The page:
Chris Porter is NPCC Forensic Quality Lead and Director of Forensic Services in the Metropolitan Police.

During my nearly 37 years of service I’ve worked in many areas of forensics, including a long period as a CSI. This was the most enjoyable, fulfilling and rewarding role I’ve undertaken as a practitioner – it also means I really do appreciate the complexities of the role and the challenges of implementing quality standards at crime scenes. It is such a complex and dynamic arena.

I do believe in the value of accreditation. Today’s environment, where policing and forensic science is scrutinised by the government and the media, the reputation of forensics and forces can stand or fall by events.

It’s increasingly important to be able to provide confidence to the criminal justice system and the public that the work we do is validated, reliable, repeatable and that we’ve competent people and systems. This assurance is achieved through accreditation.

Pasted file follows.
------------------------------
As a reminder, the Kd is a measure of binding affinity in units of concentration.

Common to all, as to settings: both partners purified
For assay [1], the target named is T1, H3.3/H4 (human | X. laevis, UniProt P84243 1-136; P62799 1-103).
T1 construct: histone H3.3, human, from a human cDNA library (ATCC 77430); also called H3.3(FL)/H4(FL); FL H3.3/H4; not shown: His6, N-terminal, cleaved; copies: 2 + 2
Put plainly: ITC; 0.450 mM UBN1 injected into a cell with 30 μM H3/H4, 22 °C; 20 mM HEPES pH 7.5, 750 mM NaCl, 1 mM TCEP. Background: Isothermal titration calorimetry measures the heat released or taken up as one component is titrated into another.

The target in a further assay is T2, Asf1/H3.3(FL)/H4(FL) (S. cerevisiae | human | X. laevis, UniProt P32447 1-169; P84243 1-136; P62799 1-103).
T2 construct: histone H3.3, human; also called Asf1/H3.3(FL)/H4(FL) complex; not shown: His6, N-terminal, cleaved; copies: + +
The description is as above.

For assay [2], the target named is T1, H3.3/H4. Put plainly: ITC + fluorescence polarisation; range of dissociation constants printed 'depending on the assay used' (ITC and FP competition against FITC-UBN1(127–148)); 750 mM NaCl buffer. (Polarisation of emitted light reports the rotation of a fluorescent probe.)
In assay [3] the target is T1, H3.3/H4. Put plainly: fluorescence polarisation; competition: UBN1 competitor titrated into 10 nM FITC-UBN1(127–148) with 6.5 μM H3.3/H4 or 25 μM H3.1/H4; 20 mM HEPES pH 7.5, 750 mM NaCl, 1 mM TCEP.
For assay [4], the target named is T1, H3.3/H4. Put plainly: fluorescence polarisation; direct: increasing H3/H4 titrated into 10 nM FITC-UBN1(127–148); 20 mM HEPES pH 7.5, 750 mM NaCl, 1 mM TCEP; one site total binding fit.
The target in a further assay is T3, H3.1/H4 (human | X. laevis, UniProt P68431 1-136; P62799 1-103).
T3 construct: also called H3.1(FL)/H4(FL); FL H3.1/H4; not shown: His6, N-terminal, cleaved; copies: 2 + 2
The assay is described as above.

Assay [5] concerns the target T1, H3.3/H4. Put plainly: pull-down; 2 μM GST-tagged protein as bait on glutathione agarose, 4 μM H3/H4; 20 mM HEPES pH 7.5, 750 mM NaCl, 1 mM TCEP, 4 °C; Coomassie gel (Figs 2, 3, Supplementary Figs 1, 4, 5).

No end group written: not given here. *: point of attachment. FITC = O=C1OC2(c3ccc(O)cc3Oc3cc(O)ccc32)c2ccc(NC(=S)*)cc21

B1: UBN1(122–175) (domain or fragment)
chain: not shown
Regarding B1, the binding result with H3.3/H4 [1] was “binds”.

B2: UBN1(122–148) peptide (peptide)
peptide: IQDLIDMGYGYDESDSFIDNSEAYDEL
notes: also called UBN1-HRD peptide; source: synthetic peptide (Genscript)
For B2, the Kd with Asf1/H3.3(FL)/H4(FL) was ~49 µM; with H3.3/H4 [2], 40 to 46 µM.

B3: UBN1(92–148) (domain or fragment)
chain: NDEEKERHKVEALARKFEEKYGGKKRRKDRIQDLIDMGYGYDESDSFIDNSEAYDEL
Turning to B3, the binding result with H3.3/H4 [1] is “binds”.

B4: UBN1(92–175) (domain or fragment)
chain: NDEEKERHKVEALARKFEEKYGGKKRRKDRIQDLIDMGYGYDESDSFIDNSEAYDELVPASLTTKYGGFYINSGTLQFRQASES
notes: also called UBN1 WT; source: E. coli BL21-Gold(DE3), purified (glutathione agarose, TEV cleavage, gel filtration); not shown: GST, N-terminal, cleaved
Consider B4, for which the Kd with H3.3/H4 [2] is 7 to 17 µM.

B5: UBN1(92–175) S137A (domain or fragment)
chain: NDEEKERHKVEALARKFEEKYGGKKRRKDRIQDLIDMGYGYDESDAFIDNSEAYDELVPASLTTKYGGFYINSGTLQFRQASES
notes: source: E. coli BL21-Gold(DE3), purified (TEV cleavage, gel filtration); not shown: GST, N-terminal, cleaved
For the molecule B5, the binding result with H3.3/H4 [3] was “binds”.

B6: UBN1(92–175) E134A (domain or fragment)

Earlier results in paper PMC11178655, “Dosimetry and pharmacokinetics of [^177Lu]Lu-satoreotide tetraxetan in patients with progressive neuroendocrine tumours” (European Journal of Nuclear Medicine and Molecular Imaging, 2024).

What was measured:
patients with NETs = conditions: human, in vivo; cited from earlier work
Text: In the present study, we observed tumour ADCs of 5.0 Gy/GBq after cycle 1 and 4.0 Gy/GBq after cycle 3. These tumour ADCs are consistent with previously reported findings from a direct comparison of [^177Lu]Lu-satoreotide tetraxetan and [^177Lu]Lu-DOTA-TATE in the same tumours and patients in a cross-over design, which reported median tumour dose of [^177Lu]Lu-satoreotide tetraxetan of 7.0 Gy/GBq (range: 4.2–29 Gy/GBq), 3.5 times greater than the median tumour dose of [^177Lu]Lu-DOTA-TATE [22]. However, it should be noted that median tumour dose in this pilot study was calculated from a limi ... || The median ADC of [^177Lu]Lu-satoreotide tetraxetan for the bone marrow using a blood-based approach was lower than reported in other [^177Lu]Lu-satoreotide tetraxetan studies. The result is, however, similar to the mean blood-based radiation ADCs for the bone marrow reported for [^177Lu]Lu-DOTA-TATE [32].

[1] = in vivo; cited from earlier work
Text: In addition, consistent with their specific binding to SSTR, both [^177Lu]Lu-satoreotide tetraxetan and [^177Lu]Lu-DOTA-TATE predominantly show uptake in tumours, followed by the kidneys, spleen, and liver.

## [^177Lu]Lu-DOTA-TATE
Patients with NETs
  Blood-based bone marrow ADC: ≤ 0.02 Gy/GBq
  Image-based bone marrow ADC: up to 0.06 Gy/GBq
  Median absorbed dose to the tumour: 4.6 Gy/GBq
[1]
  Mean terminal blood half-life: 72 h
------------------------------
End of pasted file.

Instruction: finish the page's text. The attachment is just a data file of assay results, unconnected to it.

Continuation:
The reputation of scene examiners and in fact all those working in forensic science is that we’re neutral independent providers of evidence that supports that truth. We follow the facts, rather than being a prosecution tool. And for the crime scene discipline, being right at the beginning of that process, it’s critical to getting things right first time. We know that all else fails if we don’t do so.

The statutory powers now given to the Forensic Science Regulator, his Codes of Practice and Conduct, the criminal procedure rules, CPIA and accreditation all combine to protect that reputation and ensure that our evidence carries the weight it deserves.

It also professionalises the discipline. The role of practitioners as well as quality experts working in our forces are essential to this. All police forces are finding this challenging in one way or another, but it’s a challenge we must all rise to. The deadline is rapidly approaching.

I’m a great believer in not reinventing the wheel. While it may be that forces do things a little differently, we are all fundamentally doing the same thing. We should look for ways to share knowledge and learning, particularly from those who are further down the journey.

My key message is that this is not an option, it is essential, and now backed by a statutory requirement. We must work together to learn from each other and increase the pace of progress.


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